Retaining walls serve a very practical purpose; battling gravity on your sloping landscape. They help manage erosion of sloped areas by offsetting the lateral force of the slope. If you live up in the hills or mountains, you might have these walls already. If you’re building on sloped land, you’ll need to invest in retaining walls. If you’re converting your basement and want a private entrance, a retaining wall will be essential to providing safe and sturdy access. While they are a necessary landscaping structure, this doesn’t mean they have to be a visual blight on your property. When it comes to choice, these are our top picks for retaining wall materials and why we love them.
Timeless. Not just because it’s a classic facade, but natural clay bricks are solid. There’s a reason The Commodores decided to name their hit “Brick House”. Brick structures are some of the most durable around. Brick tends to be on the expensive side of material, but they can weather any storm, need very little upkeep, and once they’re up, they’re pretty much up for life. Your life, at least. Beauty and strength is what you can expect out of this material.
In some material cases, the strength can limit how high you can build a retaining wall. Not for stone veneer. These engineered materials have a solid core, providing extra strength, with customization options that can fit your needs and vision. A variety of colors and textures means you can do almost anything. You may not be able to exactly match the look of your home’s facing material, but you can certainly compliment it quite well. Another more expensive option, but if you need walls higher than four feet, it will be worth the investment.
If you want a truly natural look and material, then look no further than the dry stone or boulder. Exactly what you think they are, these massive rocks can be arranged to fit your needs with a rustic aesthetic. They’re a less expensive material, but their size/weight, and water issues means you’ll need to invest in professional help. Without a good drainage system, these structures are very vulnerable to water damage. Just stacked on top of each other, controlling water flow is difficult, and if enough water builds up, it can destroy the structural integrity.
Concrete: Bricks Or Poured
Concrete is a fairly standard building material. With blocks you can create curves and play with design a little more, they are limited to a 4 foot height, however. Poured concrete tends to be stronger than the blocks, and while they create a sleek look – and can be finished with stucco or tiles – the installation has to be precise and perfect for optimal structural integrity. Poured concrete is also more susceptible to cracking. While it seems inexpensive, the amount of work it takes to build a concrete wall drives up the price a bit. But there is lots of flexibility with design.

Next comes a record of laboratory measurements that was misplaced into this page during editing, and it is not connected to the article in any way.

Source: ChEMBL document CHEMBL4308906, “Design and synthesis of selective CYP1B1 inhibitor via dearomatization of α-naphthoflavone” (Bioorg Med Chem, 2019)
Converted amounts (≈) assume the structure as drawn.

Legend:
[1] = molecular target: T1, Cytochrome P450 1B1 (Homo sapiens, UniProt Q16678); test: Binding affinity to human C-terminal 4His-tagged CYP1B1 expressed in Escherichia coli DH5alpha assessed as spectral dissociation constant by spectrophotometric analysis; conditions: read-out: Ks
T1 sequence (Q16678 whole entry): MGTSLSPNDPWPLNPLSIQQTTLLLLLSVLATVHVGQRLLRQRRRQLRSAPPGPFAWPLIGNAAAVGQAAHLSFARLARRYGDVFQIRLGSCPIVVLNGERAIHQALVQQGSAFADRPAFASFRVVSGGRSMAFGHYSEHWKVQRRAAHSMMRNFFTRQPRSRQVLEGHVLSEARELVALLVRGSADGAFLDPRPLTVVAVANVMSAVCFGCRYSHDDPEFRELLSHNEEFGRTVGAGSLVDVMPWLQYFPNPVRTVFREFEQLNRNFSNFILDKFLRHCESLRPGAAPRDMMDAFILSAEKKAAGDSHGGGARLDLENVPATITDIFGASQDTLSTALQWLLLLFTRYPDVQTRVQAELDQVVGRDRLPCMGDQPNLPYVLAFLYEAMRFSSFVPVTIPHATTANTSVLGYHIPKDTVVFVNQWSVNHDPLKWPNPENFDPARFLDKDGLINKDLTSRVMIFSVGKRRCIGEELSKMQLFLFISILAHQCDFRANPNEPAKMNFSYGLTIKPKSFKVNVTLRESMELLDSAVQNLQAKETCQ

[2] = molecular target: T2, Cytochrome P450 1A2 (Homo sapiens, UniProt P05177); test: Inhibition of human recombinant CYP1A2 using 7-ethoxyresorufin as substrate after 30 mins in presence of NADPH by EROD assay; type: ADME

Nothing says nature like real wood. It’s a very versatile material in terms of looks; it goes with pretty much anything. But similar to concrete, it has its limitations. While a strong material, it can only truly withstand a retaining wall of up to 4 feet. It also has to be carefully treated and maintained to be able to last any length of time. Water and termite damage makes it probably the most vulnerable material, and there are only so many design elements you can include in its structure. However, it’s a fairly inexpensive material, lightweight and easy to dismantle and repurpose. But with proper waterproofing and preservatives, you can expect a good 20 years out of your small walls.
The word itself is rooted in the Italian gabbia, in English – cage. That’s what this is. A strong wire cage that’s filled with rocks. Not boulder sized rocks, but not pebbles either. These walls work very well along waterfronts and rivers. They actually look like riverbed rocks. But it isn’t their look that makes them work well along the water’s edge. These structures are very flexible and capable of moving with the earth. You need hardly any skill to create one of these. Your biggest problem is going to be the wire cage. Water and metal = rust. But if you’re looking for a very green material and a rough and tough look, here it is.